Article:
The FBI was warned in 1987 by an informant in the U.S. Muslim Brotherhood that IIIT was secretly working through "political action front groups" and planned "to peacefully get inside the United States government and also American universities." According to former IIIT member Abdur-Rahman Muhammad, the group decided that accusations of "Islamophobia" would be thrown at opponents standing in their way.
IIIT is linked to the Islamic Free Market Institute founded by Grover Norquist. The St. Petersburg Times observed that “more than 50 targets of the raid were people and organizations connected to Norquist and the Islamic Institute.”
Al-Arian honored prominent Republicans including Norquist for joining his political causes including a ban on the classified evidence practice. Al-Arian repeatedly met with Norquist's group, had a photo-op with then-Governor Bush during the 2000 presidential campaign and visited the White House.
The other key player was Abdurrahman Alamoudi, founder and board member of the American Muslim Council (AMC) that also lobbied heavily for Al-Arian's cause. Alamoudi was later convicted on terrorism-related charges and was specifically linked to a Libyan regime plot to assassinate the king of Saudi Arabia.
AMC was part of a coalition named the American Muslim Political Coordination Council-Political Action Committee that endorsed Bush's candidacy. The coalition said Bush "promised to address Muslim concerns on domestic and foreign policy issues." It said one of the major reasons for the endorsement was the "accessibility" they had and his adoption of their position on the secret evidence issue.
The Bush presidential campaign returned a $1,000 donation from Alamoudi after he was videotaped declaring his support for the Hamas and Hezbollah terrorist groups. He later wrote in a letter from prison that was featured in the Grand Deception documentary that, "I am, I hope, still a member of the Muslim Brotherhood organization in the U.S.A."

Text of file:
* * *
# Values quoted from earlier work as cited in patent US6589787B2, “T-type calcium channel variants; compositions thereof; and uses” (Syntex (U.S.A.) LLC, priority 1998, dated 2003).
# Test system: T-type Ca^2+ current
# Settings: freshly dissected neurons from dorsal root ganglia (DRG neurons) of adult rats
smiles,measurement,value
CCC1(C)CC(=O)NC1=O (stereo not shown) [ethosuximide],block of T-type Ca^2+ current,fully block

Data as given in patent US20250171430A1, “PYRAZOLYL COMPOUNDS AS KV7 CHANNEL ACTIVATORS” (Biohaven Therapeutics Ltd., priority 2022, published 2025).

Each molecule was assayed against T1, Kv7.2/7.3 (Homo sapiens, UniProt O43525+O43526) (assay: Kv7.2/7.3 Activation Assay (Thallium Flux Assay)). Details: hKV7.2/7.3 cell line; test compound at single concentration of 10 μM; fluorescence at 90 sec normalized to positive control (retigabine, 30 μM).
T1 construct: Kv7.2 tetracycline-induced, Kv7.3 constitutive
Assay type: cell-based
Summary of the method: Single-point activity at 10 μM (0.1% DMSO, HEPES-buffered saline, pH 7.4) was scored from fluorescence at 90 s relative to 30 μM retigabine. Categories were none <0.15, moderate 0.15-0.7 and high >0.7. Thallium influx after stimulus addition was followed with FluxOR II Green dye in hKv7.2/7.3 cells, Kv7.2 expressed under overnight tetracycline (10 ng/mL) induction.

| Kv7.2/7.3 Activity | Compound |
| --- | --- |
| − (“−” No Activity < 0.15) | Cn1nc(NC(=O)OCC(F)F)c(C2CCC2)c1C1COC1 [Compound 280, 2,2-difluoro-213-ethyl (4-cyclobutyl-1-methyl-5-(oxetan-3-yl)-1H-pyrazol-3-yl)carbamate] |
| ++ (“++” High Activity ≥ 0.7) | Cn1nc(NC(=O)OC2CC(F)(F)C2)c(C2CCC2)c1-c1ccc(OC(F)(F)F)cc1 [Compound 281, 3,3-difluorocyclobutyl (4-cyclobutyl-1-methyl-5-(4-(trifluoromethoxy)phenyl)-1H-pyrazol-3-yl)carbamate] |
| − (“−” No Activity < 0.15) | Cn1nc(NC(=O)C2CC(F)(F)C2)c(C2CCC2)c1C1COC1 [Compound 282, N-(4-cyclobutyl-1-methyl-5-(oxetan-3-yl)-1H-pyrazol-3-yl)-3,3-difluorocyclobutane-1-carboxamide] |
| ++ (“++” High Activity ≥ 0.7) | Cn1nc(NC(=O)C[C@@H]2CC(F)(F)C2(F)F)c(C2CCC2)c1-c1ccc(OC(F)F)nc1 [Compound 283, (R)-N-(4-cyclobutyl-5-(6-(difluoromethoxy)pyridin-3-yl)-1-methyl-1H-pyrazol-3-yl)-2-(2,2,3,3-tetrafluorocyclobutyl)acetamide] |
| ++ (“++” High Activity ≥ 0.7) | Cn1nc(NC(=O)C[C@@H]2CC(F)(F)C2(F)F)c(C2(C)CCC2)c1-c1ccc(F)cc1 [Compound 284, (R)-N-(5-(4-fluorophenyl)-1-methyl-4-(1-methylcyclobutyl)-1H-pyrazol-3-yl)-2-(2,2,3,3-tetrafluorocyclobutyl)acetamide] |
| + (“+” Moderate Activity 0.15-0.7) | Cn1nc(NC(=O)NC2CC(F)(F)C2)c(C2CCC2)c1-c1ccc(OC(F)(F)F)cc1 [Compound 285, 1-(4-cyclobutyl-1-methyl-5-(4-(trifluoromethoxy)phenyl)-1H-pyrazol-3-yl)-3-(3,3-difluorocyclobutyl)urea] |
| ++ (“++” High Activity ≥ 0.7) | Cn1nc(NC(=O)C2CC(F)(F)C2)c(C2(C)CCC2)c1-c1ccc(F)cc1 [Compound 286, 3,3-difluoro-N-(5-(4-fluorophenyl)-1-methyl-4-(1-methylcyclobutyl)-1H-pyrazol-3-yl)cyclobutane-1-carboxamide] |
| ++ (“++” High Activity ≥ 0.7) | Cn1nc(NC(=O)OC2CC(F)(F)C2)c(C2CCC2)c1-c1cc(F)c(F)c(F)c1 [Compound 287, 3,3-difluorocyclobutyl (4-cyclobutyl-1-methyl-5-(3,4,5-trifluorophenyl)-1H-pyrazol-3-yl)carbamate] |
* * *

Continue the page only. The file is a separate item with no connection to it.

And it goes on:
You can read more about the story of Islamist-GOP engagement and the Islamic Free Market Institute during this period here.
Bush’s First Meeting with Six "Supporters"
The Bush Administration documents do not specify what qualified the six attendees at the 3:05 meeting as "supporters" but presumably it was their work for the presidential campaign. The Islamist Money in Politics project shows that the Islamist lobby financially favored the Bush candidacy in 2000.
The following are the six individuals invited to meet with President Bush at the first meeting.
Dr. Muzzamil Siddiqui, President of the Islamic Society of North America (ISNA) as its president from 1996 to 2000 and member of its board of directors. One of ISNA's founders was Sami al-Arian and Alamoudi led ISNA's political action committee in 1987.
ISNA has a history of Islamist extremism. A 1991 U.S. Muslim Brotherhood strategy memo lists ISNA as the first of its "organizations and the organizations of our friends" to "work in America as a kind of grand jihad…in eliminating and destroying the Western civilization from within."
The Justice Department designated ISNA as an unindicted co-conspirator in the trial of the Holy Land Foundation, a Muslim Brotherhood front prosecuted for financing Hamas. ISNA was listed as an "entity" of the U.S. Muslim Brotherhood. A federal judge said in 2009 that the Holy Land Foundation "operated from within" ISNA. The leader of the Foundation emphasized using deception and interconnected networks to influence policy.
Siddiqui was a top Muslim World League official from 1976 to 1980. The organization is based in Saudi Arabia and is known as one of the major promoters of Wahhabism, a radical version of Islam responsible for inspiring terrorism.